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Influences on the oceanic biogeochemical cycling of the hybrid-type metals, cobalt, iron, and manganese

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dc.contributor.advisor . en_US
dc.contributor.author Noble, Abigail Emery en_US
dc.contributor.other Woods Hole Oceanographic Institution. en_US
dc.coverage.spatial n-us-hi t------ r------ en_US
dc.date.accessioned 2012-05-15T21:11:47Z
dc.date.available 2012-05-15T21:11:47Z
dc.date.copyright 2012 en_US
dc.date.issued 2012 en_US
dc.identifier.uri http://hdl.handle.net/1721.1/70779
dc.description Thesis (Ph. D.)--Joint Program in Oceanography (Massachusetts Institute of Technology, Dept. of Earth, Atmospheric, and Planetary Sciences; and the Woods Hole Oceanographic Institution), 2012. en_US
dc.description Cataloged from PDF version of thesis. en_US
dc.description Includes bibliographical references. en_US
dc.description.abstract Trace metal cycling is one of many processes that influence ocean ecosystem dynamics. Cobalt, iron, and manganese are redox active trace metal micro-nutrients with oceanic distributions that are influenced by both biological and abiotic sources and sinks. Their open ocean concentrations range from picomolar to nanomolar, and their bioavailabilities can impact primary production. Understanding the biogeochemical cycling of these hybrid-type metals with an emphasis on cobalt was the focus of this thesis. This was accomplished by determining the dissolved distributions of these metals in oceanic regions that were characterized by different dominant biogeochemistries. A large subsurface plume of dissolved cobalt, iron, and manganese was found in the Eastern South Atlantic. The cause of this plume is a combination of reductive dissolution in coastal sediments, wind-driven upwelling, advection, biological uptake, and remineralization. Additional processes that are discussed as sources of metals to the regions studied during this thesis include isopycnal uplift within cold-core eddies (Hawaii), ice melt (McMurdo Sound, Antarctica), riverine input (Arctic Ocean), and winter mixing (McMurdo Sound). The biological influence on surface ocean distributions of cobalt was apparent by the observation of linear relationships between cobalt and phosphate in mid to low latitudes. The cobalt:phosphate ratios derived from these correlations changed over orders of magnitude, revealing dynamic variability in the utilization, demand, and sources of this micronutrient. Speciation studies suggest that there may be two classes of cobalt binding ligands, and that organic complexation plays an important role in preventing scavenging of cobalt in the ocean. These datasets provided a basis for comparing the biogeochemical cycles of cobalt, iron, and manganese in three oceanic regimes (Hawaii, South Atlantic, McMurdo Sound). The relative rates of scavenging for these metals show environmental variability: in the South Atlantic, cobalt, iron, and manganese were scavenged at very different rates, but in the Ross Sea, mixing and circulation over the shallow sea was fast, scavenging played a minor role, and the cycles of all three metals were coupled. Studying the distributions of these metals in biogeochemically distinct regions is a step toward a better understanding of their oceanic cycles. en_US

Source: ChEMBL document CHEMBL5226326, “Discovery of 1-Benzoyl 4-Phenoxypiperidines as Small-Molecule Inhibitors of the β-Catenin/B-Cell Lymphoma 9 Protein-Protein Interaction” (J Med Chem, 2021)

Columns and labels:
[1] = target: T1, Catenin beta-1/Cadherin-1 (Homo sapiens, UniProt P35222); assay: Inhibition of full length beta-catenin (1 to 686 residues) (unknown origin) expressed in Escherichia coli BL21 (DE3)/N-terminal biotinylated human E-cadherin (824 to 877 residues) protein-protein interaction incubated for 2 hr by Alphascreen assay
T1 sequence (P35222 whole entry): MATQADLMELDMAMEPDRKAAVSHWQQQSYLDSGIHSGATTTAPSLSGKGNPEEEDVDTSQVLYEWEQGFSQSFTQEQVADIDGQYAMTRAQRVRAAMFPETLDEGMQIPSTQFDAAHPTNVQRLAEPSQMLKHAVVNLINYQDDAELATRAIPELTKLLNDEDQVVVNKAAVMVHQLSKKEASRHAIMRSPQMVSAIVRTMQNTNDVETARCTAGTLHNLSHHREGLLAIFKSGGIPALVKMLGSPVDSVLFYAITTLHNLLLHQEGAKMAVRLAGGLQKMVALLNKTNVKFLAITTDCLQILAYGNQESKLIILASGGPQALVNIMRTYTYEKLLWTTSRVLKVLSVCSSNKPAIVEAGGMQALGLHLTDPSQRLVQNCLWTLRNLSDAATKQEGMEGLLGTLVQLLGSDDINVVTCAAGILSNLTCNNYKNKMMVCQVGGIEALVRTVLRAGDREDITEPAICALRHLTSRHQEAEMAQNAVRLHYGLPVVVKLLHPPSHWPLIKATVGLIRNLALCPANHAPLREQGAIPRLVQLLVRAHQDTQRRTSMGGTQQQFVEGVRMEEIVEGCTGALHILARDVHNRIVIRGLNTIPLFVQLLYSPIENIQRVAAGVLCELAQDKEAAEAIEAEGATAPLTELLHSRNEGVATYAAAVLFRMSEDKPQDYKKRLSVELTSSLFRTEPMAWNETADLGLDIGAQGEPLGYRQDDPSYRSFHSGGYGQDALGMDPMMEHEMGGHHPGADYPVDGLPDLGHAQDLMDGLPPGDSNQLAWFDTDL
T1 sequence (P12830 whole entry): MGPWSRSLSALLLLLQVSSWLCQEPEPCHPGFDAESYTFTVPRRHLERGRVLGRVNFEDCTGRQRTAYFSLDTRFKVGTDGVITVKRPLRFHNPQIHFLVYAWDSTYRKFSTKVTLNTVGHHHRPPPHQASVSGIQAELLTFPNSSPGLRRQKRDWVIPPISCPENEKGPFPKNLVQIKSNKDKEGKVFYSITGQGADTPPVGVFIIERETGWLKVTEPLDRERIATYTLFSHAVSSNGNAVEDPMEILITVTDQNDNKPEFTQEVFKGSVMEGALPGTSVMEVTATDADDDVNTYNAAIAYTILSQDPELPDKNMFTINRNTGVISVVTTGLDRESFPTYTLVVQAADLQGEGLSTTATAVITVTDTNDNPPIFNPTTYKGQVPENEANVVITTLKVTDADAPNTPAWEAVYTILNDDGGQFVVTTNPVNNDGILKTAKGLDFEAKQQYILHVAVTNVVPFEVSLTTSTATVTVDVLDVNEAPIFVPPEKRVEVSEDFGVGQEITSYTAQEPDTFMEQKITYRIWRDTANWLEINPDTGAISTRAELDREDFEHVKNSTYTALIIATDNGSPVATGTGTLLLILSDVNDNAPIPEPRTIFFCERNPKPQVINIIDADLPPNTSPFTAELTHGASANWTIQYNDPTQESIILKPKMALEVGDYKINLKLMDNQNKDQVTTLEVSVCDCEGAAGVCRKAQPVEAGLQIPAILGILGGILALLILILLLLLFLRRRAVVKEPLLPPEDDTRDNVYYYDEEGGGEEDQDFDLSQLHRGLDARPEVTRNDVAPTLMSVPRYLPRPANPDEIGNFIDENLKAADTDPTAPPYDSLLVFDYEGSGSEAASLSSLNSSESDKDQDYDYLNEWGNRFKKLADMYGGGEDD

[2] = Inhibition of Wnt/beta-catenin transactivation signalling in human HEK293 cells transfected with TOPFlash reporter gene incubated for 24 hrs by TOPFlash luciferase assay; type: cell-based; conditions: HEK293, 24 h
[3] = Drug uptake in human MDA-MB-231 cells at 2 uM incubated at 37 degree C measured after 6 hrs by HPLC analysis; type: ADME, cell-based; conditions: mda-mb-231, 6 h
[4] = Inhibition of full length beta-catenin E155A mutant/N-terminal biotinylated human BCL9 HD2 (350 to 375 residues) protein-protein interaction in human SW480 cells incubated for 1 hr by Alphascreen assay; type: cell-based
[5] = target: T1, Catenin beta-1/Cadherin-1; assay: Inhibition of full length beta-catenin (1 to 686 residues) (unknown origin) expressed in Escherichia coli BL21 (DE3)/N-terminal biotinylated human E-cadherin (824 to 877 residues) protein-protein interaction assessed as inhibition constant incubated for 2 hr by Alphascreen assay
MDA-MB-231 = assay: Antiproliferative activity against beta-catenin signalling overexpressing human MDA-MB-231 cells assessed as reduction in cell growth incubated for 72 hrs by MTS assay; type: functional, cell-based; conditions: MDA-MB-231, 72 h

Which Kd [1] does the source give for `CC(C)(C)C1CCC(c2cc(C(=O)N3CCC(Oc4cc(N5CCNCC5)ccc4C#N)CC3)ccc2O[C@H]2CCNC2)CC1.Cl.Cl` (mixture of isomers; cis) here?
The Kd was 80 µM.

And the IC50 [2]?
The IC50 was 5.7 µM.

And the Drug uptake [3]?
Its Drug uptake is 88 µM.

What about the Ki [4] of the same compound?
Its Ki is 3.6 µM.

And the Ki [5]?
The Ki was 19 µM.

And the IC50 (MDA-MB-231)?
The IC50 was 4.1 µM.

dc.description.statementofresponsibility by Abigail Emery Noble. en_US
dc.format.extent 296 p. en_US
dc.language.iso eng en_US
dc.publisher Massachusetts Institute of Technology en_US
dc.rights M.I.T. theses are protected by copyright. They may be viewed from this source for any purpose, but reproduction or distribution in any format is prohibited without written permission. See provided URL for inquiries about permission. en_US
dc.rights.uri http://dspace.mit.edu/handle/1721.1/7582 en_US
dc.subject Joint Program in Oceanography. en_US
dc.subject Earth, Atmospheric, and Planetary Sciences. en_US
dc.subject Woods Hole Oceanographic Institution. en_US
dc.subject.lcsh Nutrient cycles en_US
dc.subject.lcsh Ocean circulation en_US
dc.title Influences on the oceanic biogeochemical cycling of the hybrid-type metals, cobalt, iron, and manganese en_US
dc.type Thesis en_US
dc.description.degree Ph.D. en_US
dc.contributor.department Joint Program in Oceanography. en_US
dc.contributor.department Massachusetts Institute of Technology. Dept. of Earth, Atmospheric, and Planetary Sciences. en_US
dc.contributor.department Woods Hole Oceanographic Institution. en_US
dc.identifier.oclc 792737718 en_US


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